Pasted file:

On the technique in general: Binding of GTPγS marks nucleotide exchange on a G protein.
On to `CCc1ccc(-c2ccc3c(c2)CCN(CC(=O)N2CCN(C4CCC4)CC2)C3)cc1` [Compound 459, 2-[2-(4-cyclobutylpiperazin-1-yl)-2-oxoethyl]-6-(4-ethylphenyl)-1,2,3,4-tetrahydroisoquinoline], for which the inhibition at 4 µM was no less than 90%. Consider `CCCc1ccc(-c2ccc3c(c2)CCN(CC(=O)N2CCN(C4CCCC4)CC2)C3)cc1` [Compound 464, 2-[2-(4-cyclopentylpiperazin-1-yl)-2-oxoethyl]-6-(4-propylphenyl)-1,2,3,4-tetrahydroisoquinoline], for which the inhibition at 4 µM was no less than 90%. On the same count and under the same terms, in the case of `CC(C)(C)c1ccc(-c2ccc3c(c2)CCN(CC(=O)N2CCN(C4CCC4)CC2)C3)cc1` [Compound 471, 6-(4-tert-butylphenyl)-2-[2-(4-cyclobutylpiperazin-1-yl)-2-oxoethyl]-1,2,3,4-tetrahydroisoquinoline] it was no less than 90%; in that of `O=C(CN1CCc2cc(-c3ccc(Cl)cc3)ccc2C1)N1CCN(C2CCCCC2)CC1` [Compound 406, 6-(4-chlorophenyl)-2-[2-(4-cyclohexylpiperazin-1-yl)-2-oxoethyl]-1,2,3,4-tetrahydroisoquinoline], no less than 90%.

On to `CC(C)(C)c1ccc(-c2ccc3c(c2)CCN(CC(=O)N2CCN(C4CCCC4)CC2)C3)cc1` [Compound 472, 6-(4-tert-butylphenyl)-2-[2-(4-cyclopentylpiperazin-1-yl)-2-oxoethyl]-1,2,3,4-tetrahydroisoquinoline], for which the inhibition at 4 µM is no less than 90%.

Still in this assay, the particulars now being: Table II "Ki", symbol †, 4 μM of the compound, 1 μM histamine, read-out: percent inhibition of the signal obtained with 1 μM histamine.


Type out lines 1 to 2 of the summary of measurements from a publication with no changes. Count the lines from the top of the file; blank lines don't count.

On the technique in general: Binding of GTPγS marks nucleotide exchange on a G protein.
On to `CCc1ccc(-c2ccc3c(c2)CCN(CC(=O)N2CCN(C4CCC4)CC2)C3)cc1` [Compound 459, 2-[2-(4-cyclobutylpiperazin-1-yl)-2-oxoethyl]-6-(4-ethylphenyl)-1,2,3,4-tetrahydroisoquinoline], for which the inhibition at 4 µM was no less than 90%. Consider `CCCc1ccc(-c2ccc3c(c2)CCN(CC(=O)N2CCN(C4CCCC4)CC2)C3)cc1` [Compound 464, 2-[2-(4-cyclopentylpiperazin-1-yl)-2-oxoethyl]-6-(4-propylphenyl)-1,2,3,4-tetrahydroisoquinoline], for which the inhibition at 4 µM was no less than 90%. On the same count and under the same terms, in the case of `CC(C)(C)c1ccc(-c2ccc3c(c2)CCN(CC(=O)N2CCN(C4CCC4)CC2)C3)cc1` [Compound 471, 6-(4-tert-butylphenyl)-2-[2-(4-cyclobutylpiperazin-1-yl)-2-oxoethyl]-1,2,3,4-tetrahydroisoquinoline] it was no less than 90%; in that of `O=C(CN1CCc2cc(-c3ccc(Cl)cc3)ccc2C1)N1CCN(C2CCCCC2)CC1` [Compound 406, 6-(4-chlorophenyl)-2-[2-(4-cyclohexylpiperazin-1-yl)-2-oxoethyl]-1,2,3,4-tetrahydroisoquinoline], no less than 90%.